Pregnant women should understand the basics about the C section
When you’re pregnant, you prepare yourself for a vaginal birth, but sometimes situations arise in which a cesarean section, or C section, is the safest way to give birth for you and your baby. Our experienced Grapevine and Alliance obgyns want every pregnant woman to learn about the C section so they will be ready if the situation arises.
When do women need to have a C section?
During pregnancy and labor, situations may arise that necessitate a C section because our expert physicians have decided that this procedure is the safest way to proceed. You may need a C section in these situations:
- You are carrying multiples.
- We notice a failure to progress, and the cervix is not dilating properly.
- Your baby is in an abnormal birth position, a breech or transverse presentation.
- Your baby is not getting enough oxygen or has an abnormal heart rate.
- There are issues with the placenta or umbilical cord.
- You have maternal high blood pressure or conditions such as HIV or herpes.
- You had a previous C section.
How is the procedure performed?
Your anesthesiologist will provide you with an epidural or spinal block, which allows you to stay awake during the procedure; or you may have general anesthesia. Epidural and spinal blocks numb the lower part of your body.
The physician makes an incision across the lower belly, followed by an incision in the uterus. After opening the amniotic sack, the physician reaches in and delivers your baby. During the delivery, if you have an epidural or spinal block, you will not feel pain, but you may feel some pressure, tugging or pulling. This entire procedure happens very quickly.
Our Grapevine and Alliance obgyns are experts at performing the C section procedure.
What to expect after the birth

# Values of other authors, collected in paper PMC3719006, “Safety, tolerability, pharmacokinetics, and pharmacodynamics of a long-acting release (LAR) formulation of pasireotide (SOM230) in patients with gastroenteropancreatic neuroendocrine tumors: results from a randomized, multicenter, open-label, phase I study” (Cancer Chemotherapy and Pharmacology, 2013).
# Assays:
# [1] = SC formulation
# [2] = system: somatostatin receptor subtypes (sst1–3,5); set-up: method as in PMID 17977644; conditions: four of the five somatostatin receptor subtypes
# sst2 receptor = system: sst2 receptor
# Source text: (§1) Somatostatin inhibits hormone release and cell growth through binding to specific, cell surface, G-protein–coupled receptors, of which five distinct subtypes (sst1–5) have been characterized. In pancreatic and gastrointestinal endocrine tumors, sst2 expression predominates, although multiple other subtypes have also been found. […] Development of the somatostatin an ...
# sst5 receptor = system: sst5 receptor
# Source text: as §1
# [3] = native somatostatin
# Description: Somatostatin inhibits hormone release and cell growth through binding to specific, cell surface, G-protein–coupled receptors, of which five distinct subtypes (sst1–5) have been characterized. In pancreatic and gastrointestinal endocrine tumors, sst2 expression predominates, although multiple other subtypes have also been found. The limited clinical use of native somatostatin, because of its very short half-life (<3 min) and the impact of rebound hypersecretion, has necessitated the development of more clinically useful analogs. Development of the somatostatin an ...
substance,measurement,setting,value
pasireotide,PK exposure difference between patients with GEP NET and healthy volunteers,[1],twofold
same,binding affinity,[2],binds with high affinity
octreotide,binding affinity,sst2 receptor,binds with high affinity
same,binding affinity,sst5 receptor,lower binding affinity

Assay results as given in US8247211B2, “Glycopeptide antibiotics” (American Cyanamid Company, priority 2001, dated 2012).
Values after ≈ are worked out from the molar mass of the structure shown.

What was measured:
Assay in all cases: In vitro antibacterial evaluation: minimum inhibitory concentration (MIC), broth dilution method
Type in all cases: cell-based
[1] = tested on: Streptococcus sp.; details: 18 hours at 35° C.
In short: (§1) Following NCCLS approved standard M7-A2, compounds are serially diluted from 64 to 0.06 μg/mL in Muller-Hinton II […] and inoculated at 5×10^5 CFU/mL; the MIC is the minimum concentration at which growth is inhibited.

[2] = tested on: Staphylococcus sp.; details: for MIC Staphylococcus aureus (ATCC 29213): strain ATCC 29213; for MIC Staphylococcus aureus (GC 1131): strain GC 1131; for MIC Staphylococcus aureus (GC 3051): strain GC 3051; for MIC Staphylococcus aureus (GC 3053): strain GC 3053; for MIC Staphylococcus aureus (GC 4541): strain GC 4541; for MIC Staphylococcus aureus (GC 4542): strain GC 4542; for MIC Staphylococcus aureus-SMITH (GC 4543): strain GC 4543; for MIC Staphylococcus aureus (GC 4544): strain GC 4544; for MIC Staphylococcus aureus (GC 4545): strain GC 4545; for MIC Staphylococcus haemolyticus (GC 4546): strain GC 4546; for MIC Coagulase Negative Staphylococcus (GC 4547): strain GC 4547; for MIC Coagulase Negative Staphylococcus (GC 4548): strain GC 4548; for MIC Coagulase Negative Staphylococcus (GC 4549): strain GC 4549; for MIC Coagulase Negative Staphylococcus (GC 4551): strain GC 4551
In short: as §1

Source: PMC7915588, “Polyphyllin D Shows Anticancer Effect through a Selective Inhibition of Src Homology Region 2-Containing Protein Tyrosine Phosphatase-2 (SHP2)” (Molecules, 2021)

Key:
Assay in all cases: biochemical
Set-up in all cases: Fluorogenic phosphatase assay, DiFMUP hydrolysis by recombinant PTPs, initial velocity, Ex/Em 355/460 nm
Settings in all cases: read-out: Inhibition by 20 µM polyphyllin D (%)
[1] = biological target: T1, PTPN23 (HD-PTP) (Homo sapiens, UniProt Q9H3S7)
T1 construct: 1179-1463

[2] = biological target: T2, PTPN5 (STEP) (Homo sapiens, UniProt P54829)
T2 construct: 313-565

After the baby is born, our physician removes the placenta and closes your incisions with staples or stitches. If you have an epidural or spinal block, you can usually hold your baby after giving birth. You are taken to either a recovery room or to your hospital room where medical staff can monitor your bleeding, your abdomen, blood pressure, breathing and pulse rate. Usually, you will need to stay in the hospital for two to three days after your C section.
Recovery typically takes four to six weeks. At home, you may need extra help caring for yourself and the baby, especially in the first couple of weeks. We recommend some restrictions. Do not lift heavy objects. Do not have sex until you talk to your physician; patients usually abstain from four to six weeks after giving birth.
Contact your physician if you experience signs of infection (fever, redness, swelling); vaginal discharge with an unpleasant odor; very heavy bleeding; or pain during urination.
If you need a C section, rest assured that you are in good hands with our Grapevine and Alliance obgyns and staff. We will keep you informed, from birth through your recovery and postpartum. Contact us to learn more.